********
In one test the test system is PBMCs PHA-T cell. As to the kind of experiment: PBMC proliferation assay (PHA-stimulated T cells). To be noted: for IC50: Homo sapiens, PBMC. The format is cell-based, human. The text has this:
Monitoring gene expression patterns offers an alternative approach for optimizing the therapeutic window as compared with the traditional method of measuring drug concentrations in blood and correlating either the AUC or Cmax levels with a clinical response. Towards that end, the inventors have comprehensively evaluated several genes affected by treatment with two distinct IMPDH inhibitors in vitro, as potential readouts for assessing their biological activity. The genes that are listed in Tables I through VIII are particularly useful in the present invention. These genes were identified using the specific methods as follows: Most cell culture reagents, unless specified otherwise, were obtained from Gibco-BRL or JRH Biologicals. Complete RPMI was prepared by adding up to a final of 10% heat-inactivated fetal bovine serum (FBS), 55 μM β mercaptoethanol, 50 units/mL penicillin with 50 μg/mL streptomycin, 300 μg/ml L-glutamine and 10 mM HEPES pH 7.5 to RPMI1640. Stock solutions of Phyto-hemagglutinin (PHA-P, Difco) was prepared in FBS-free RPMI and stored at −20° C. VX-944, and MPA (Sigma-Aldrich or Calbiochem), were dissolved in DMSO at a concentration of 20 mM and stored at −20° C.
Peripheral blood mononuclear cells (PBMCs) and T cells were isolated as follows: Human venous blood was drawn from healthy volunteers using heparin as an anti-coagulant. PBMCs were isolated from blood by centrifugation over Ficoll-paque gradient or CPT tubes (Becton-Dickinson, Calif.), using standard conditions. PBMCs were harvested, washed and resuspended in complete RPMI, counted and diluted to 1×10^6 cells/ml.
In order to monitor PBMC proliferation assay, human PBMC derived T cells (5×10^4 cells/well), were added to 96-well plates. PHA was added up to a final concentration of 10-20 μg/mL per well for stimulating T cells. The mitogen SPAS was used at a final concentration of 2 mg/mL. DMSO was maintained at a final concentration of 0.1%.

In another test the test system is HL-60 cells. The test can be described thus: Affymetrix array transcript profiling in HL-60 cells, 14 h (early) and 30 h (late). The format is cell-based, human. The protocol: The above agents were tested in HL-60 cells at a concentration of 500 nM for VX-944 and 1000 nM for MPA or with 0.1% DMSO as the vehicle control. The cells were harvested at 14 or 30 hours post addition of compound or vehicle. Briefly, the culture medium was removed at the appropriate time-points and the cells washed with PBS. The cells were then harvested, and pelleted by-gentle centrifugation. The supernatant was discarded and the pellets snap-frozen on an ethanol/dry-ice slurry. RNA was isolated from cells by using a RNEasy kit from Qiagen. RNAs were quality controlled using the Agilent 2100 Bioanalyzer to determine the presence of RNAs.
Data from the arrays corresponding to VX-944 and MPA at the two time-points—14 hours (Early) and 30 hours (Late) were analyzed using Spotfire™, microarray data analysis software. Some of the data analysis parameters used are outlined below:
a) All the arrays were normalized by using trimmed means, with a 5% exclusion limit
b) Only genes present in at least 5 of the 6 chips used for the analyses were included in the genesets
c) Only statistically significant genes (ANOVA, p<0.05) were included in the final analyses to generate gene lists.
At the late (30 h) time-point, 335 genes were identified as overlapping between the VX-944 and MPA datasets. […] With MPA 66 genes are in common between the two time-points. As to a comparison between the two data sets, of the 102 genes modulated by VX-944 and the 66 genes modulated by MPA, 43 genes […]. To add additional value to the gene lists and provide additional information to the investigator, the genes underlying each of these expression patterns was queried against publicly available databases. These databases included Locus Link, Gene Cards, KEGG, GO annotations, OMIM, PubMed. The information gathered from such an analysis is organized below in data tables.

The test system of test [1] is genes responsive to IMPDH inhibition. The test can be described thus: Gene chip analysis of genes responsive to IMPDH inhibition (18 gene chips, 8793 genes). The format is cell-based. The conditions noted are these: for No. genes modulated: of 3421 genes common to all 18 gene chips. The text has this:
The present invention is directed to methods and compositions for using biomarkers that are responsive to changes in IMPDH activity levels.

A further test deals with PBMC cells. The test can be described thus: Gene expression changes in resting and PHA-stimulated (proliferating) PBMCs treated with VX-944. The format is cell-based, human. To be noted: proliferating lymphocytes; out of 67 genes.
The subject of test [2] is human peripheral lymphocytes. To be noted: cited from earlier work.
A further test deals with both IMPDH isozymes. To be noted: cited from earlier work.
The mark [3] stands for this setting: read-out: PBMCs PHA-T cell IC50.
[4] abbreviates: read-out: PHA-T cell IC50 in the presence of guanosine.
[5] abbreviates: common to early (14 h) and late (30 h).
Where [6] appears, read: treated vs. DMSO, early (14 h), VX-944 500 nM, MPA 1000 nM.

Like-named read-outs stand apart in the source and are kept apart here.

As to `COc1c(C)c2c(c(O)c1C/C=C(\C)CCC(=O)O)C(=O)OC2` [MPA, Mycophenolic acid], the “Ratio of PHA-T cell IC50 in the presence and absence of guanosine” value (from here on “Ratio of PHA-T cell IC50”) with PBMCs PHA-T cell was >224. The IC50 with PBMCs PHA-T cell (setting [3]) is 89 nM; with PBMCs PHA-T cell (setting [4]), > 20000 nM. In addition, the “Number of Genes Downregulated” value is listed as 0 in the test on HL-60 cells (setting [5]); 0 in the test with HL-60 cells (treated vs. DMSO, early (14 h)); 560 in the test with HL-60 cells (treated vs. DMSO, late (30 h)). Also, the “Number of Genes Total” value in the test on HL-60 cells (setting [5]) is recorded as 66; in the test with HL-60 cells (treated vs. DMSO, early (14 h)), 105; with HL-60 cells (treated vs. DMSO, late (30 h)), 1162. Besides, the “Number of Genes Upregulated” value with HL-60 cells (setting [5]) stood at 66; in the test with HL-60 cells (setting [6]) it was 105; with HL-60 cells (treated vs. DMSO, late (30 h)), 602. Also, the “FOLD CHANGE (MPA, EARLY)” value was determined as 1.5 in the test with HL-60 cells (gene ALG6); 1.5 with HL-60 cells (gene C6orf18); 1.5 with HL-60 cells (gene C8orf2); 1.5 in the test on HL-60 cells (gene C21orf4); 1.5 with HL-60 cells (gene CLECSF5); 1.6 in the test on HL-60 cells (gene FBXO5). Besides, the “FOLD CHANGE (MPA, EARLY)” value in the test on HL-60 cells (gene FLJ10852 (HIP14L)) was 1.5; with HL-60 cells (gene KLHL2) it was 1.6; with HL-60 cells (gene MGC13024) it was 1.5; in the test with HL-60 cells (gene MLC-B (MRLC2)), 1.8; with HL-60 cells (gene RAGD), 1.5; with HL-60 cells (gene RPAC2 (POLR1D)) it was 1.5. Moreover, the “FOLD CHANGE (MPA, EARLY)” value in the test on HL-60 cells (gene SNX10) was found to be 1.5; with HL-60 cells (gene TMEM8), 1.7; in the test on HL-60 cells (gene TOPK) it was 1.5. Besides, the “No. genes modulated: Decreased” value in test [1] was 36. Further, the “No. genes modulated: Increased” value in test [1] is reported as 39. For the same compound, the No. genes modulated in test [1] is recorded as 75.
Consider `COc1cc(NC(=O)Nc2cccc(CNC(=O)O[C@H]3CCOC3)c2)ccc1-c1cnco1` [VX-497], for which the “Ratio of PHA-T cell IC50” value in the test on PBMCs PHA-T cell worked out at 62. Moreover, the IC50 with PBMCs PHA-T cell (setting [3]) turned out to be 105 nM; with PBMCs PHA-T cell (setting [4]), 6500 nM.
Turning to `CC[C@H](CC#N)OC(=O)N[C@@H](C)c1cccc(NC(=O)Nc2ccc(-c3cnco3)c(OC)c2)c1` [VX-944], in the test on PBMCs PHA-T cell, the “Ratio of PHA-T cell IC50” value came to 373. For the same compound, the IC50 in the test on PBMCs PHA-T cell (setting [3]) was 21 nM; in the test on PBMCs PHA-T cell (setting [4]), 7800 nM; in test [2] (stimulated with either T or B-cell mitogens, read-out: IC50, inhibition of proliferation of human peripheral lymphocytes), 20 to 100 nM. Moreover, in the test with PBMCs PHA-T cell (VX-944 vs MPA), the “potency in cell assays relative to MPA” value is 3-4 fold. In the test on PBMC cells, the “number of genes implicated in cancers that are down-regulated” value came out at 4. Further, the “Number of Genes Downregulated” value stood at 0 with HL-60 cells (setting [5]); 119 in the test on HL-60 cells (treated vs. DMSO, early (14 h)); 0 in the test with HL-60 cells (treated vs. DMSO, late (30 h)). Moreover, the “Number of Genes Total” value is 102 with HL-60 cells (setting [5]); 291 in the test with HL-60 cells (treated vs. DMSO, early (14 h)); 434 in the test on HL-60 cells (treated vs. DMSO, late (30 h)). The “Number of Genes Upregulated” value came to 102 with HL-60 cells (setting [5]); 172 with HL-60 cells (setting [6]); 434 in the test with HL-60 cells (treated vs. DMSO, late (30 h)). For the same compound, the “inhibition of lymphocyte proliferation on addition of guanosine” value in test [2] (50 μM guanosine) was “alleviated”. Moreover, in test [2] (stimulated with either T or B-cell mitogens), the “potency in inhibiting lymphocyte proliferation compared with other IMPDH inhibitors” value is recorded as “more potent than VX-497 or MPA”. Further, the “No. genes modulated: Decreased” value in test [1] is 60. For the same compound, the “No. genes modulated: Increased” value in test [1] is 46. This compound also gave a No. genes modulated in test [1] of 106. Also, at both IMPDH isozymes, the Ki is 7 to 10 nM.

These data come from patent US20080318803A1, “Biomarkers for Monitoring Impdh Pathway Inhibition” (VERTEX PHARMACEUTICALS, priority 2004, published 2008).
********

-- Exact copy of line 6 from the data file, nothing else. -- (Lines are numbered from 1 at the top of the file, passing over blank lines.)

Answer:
Data from the arrays corresponding to VX-944 and MPA at the two time-points—14 hours (Early) and 30 hours (Late) were analyzed using Spotfire™, microarray data analysis software. Some of the data analysis parameters used are outlined below: